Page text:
Reported Tuberculosis in the United States, 2022

TB Treatment and Case Outcomes


Successful completion of TB treatment for persons with TB disease is important to cure the patient of TB disease, prevent the development of drug resistance to TB treatments, and minimize the risk of spreading TB to others.

CDC collects information on the date and reason the patient stopped TB treatment (e.g., the patient completed treatment or the patient died). CDC uses this information to calculate completion-of-treatment percentages. CDC stratified cases of TB disease by the indicated length of treatment, based on American Thoracic Society, CDC, and Infectious Diseases Society of America treatment guidelines in effect during the period covered, and the patient’s initial drug-susceptibility test results, age, and disease site.

TB Treatment

TB treatment regimens vary in the duration of the regimen, the types of anti-TB drugs prescribed, and the dose and frequency of the drugs.

The most common initial treatment regimen for drug-susceptible TB disease and for TB disease when drug-susceptibility is unknown, includes isoniazid, H; rifampin, R; pyrazinamide, Z; and ethambutol, E (HRZE), also known as RIPE.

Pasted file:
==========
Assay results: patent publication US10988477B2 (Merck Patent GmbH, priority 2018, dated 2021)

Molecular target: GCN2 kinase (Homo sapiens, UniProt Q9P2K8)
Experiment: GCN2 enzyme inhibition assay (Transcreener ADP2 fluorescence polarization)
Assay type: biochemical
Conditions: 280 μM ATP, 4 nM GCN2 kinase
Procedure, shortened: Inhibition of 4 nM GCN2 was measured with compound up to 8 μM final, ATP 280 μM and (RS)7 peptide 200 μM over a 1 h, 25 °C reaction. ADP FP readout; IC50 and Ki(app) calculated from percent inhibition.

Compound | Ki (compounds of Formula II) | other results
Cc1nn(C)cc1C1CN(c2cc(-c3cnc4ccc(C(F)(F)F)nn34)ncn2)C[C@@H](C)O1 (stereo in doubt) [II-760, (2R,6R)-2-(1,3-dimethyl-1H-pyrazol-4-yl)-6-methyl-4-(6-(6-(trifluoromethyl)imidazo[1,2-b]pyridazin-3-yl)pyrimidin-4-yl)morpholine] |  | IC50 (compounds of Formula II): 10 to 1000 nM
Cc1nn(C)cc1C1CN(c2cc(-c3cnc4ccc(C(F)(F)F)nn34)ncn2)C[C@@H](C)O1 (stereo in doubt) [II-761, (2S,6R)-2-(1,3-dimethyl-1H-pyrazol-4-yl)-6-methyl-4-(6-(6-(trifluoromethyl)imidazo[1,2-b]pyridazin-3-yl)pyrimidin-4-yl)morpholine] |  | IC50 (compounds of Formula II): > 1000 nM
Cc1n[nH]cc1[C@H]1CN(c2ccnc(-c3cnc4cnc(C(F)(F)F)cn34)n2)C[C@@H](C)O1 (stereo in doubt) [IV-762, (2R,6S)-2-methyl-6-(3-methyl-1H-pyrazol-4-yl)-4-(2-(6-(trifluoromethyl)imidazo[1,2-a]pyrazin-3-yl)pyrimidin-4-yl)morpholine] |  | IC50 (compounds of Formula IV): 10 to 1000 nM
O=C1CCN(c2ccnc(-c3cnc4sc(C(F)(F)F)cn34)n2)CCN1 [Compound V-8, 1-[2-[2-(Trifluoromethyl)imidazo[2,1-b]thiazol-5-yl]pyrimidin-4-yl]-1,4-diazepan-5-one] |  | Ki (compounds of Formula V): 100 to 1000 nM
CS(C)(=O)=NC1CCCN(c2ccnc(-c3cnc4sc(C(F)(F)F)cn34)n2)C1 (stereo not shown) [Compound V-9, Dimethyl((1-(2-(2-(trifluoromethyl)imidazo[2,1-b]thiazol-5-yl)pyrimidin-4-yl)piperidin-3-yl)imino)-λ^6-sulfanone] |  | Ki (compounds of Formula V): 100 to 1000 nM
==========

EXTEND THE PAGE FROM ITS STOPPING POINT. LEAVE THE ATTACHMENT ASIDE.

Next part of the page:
Among persons with TB who were alive at diagnosis and had initial drug regimen information available in 2022,

  • 81.1% began treatment with HRZE.
  • 13.0% began treatment with a four-drug regimen other than HRZE.
  • 6.0% started on a regimen of less than four drugs, including persons who were not prescribed any drugs.
Case Outcomes

Among persons diagnosed with TB disease during 2020, a total of 845 (11.8%) persons died.

  • Of the 845 deaths, 208 (24.6%) persons were dead at the time of TB diagnosis, and 637 (75.4%) persons died after diagnosis.
  • Of the 208 deaths that occurred in persons who were dead at diagnosis, 28.8% of the deaths were attributed to TB.
  • The percentage who died among persons with TB disease has remained consistent with previous years.

Learn more in the Executive Commentary.

Data Tables